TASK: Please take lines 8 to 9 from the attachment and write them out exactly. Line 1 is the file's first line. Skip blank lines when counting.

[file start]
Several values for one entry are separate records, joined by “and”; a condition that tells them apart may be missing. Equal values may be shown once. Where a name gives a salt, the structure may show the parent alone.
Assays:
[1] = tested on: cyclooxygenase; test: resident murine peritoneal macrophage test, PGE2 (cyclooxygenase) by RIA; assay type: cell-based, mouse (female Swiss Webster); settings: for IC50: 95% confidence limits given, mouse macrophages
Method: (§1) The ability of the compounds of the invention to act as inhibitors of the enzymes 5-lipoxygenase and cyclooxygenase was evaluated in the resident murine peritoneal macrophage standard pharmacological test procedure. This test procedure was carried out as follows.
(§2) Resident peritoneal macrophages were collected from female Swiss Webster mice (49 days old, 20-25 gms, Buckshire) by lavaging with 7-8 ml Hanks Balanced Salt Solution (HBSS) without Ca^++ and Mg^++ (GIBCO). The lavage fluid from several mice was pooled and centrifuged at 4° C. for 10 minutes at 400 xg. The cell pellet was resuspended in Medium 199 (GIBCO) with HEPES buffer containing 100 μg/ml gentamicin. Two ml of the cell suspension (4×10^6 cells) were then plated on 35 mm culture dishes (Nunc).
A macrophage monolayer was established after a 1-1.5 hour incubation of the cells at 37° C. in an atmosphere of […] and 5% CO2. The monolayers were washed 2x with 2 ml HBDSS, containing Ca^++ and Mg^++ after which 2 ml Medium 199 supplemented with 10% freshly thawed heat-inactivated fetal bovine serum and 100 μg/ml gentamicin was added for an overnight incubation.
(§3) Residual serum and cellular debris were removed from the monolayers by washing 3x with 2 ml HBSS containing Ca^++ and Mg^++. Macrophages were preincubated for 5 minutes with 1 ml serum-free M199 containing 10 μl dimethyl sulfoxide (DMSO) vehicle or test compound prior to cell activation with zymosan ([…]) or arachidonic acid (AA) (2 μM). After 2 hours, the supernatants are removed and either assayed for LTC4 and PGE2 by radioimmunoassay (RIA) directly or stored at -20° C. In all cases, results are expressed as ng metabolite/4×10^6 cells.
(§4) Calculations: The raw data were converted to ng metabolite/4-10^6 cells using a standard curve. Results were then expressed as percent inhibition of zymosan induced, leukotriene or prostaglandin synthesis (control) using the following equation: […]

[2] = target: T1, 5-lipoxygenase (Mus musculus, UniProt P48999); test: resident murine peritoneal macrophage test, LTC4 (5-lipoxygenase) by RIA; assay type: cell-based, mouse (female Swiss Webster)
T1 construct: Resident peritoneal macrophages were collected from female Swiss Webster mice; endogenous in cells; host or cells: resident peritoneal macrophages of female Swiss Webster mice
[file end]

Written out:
(§4) Calculations: The raw data were converted to ng metabolite/4-10^6 cells using a standard curve. Results were then expressed as percent inhibition of zymosan induced, leukotriene or prostaglandin synthesis (control) using the following equation: […]

[2] = target: T1, 5-lipoxygenase (Mus musculus, UniProt P48999); test: resident murine peritoneal macrophage test, LTC4 (5-lipoxygenase) by RIA; assay type: cell-based, mouse (female Swiss Webster)